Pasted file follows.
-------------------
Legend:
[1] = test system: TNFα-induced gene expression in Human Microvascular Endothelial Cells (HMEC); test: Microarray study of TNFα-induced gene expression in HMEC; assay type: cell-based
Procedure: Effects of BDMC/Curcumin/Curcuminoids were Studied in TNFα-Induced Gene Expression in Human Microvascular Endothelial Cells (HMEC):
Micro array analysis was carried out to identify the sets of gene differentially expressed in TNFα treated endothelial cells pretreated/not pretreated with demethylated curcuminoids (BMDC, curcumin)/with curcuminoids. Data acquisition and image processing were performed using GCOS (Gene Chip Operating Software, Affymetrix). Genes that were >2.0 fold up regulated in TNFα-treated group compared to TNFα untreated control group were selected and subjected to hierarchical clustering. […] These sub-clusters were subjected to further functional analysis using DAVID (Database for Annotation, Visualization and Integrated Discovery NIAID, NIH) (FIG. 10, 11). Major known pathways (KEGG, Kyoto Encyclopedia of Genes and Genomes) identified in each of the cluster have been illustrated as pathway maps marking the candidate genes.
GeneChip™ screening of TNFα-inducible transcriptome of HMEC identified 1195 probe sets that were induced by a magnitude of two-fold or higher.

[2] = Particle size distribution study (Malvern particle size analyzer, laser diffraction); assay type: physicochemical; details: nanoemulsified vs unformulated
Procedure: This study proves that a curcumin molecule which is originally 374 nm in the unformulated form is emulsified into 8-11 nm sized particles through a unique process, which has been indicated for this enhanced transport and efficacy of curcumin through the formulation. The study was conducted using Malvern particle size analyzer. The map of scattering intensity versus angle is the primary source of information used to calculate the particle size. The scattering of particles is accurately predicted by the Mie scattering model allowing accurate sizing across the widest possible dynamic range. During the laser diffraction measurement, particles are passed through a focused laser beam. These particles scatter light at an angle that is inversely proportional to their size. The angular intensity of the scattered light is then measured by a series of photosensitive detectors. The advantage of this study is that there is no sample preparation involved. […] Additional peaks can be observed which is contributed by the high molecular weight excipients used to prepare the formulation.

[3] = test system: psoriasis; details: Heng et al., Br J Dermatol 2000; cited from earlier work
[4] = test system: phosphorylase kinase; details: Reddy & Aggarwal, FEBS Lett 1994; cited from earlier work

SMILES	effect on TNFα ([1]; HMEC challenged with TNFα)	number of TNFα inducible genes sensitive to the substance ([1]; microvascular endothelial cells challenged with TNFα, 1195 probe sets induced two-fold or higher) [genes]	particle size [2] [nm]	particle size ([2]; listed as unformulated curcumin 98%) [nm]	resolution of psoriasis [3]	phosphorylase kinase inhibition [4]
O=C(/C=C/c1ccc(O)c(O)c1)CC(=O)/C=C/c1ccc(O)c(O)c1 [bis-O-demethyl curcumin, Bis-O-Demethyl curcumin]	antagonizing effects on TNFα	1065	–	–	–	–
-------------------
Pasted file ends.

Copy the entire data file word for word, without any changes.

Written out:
Legend:
[1] = test system: TNFα-induced gene expression in Human Microvascular Endothelial Cells (HMEC); test: Microarray study of TNFα-induced gene expression in HMEC; assay type: cell-based
Procedure: Effects of BDMC/Curcumin/Curcuminoids were Studied in TNFα-Induced Gene Expression in Human Microvascular Endothelial Cells (HMEC):
Micro array analysis was carried out to identify the sets of gene differentially expressed in TNFα treated endothelial cells pretreated/not pretreated with demethylated curcuminoids (BMDC, curcumin)/with curcuminoids. Data acquisition and image processing were performed using GCOS (Gene Chip Operating Software, Affymetrix). Genes that were >2.0 fold up regulated in TNFα-treated group compared to TNFα untreated control group were selected and subjected to hierarchical clustering. […] These sub-clusters were subjected to further functional analysis using DAVID (Database for Annotation, Visualization and Integrated Discovery NIAID, NIH) (FIG. 10, 11). Major known pathways (KEGG, Kyoto Encyclopedia of Genes and Genomes) identified in each of the cluster have been illustrated as pathway maps marking the candidate genes.
GeneChip™ screening of TNFα-inducible transcriptome of HMEC identified 1195 probe sets that were induced by a magnitude of two-fold or higher.

[2] = Particle size distribution study (Malvern particle size analyzer, laser diffraction); assay type: physicochemical; details: nanoemulsified vs unformulated
Procedure: This study proves that a curcumin molecule which is originally 374 nm in the unformulated form is emulsified into 8-11 nm sized particles through a unique process, which has been indicated for this enhanced transport and efficacy of curcumin through the formulation. The study was conducted using Malvern particle size analyzer. The map of scattering intensity versus angle is the primary source of information used to calculate the particle size. The scattering of particles is accurately predicted by the Mie scattering model allowing accurate sizing across the widest possible dynamic range. During the laser diffraction measurement, particles are passed through a focused laser beam. These particles scatter light at an angle that is inversely proportional to their size. The angular intensity of the scattered light is then measured by a series of photosensitive detectors. The advantage of this study is that there is no sample preparation involved. […] Additional peaks can be observed which is contributed by the high molecular weight excipients used to prepare the formulation.

[3] = test system: psoriasis; details: Heng et al., Br J Dermatol 2000; cited from earlier work
[4] = test system: phosphorylase kinase; details: Reddy & Aggarwal, FEBS Lett 1994; cited from earlier work

SMILES	effect on TNFα ([1]; HMEC challenged with TNFα)	number of TNFα inducible genes sensitive to the substance ([1]; microvascular endothelial cells challenged with TNFα, 1195 probe sets induced two-fold or higher) [genes]	particle size [2] [nm]	particle size ([2]; listed as unformulated curcumin 98%) [nm]	resolution of psoriasis [3]	phosphorylase kinase inhibition [4]
O=C(/C=C/c1ccc(O)c(O)c1)CC(=O)/C=C/c1ccc(O)c(O)c1 [bis-O-demethyl curcumin, Bis-O-Demethyl curcumin]	antagonizing effects on TNFα	1065	–	–	–	–